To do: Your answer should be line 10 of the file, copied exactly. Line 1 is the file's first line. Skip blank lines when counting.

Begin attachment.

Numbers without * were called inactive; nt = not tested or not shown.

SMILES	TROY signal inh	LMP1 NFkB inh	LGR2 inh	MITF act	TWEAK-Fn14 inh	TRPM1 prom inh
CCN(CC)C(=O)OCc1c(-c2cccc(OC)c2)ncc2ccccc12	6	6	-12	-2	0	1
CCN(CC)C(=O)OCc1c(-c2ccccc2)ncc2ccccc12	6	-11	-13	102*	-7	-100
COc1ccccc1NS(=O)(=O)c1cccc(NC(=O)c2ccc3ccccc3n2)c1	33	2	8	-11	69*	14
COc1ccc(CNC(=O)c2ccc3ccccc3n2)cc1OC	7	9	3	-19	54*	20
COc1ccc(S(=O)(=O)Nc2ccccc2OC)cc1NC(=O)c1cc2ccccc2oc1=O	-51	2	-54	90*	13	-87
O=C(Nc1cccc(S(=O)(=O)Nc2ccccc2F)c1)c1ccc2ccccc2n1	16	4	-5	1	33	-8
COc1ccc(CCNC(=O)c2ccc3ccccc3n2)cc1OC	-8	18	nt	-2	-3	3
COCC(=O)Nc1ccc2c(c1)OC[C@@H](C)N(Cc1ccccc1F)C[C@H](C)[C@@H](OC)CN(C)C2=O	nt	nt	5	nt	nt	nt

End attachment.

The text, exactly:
COCC(=O)Nc1ccc2c(c1)OC[C@@H](C)N(Cc1ccccc1F)C[C@H](C)[C@@H](OC)CN(C)C2=O	nt	nt	5	nt	nt	nt